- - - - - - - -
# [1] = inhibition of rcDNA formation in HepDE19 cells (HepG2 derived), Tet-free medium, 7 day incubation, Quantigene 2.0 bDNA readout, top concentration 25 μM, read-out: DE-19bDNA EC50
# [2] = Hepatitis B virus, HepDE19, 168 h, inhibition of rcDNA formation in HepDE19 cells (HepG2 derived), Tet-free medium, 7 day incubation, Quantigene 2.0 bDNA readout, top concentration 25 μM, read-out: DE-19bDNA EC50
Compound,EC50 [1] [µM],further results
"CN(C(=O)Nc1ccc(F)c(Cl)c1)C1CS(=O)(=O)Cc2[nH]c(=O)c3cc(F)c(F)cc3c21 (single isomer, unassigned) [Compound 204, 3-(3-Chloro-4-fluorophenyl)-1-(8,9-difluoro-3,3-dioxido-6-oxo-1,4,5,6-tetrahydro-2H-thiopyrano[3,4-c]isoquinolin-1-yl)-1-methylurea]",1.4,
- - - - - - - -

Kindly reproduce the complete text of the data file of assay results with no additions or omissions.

# [1] = inhibition of rcDNA formation in HepDE19 cells (HepG2 derived), Tet-free medium, 7 day incubation, Quantigene 2.0 bDNA readout, top concentration 25 μM, read-out: DE-19bDNA EC50
# [2] = Hepatitis B virus, HepDE19, 168 h, inhibition of rcDNA formation in HepDE19 cells (HepG2 derived), Tet-free medium, 7 day incubation, Quantigene 2.0 bDNA readout, top concentration 25 μM, read-out: DE-19bDNA EC50
Compound,EC50 [1] [µM],further results
"CN(C(=O)Nc1ccc(F)c(Cl)c1)C1CS(=O)(=O)Cc2[nH]c(=O)c3cc(F)c(F)cc3c21 (single isomer, unassigned) [Compound 204, 3-(3-Chloro-4-fluorophenyl)-1-(8,9-difluoro-3,3-dioxido-6-oxo-1,4,5,6-tetrahydro-2H-thiopyrano[3,4-c]isoquinolin-1-yl)-1-methylurea]",1.4,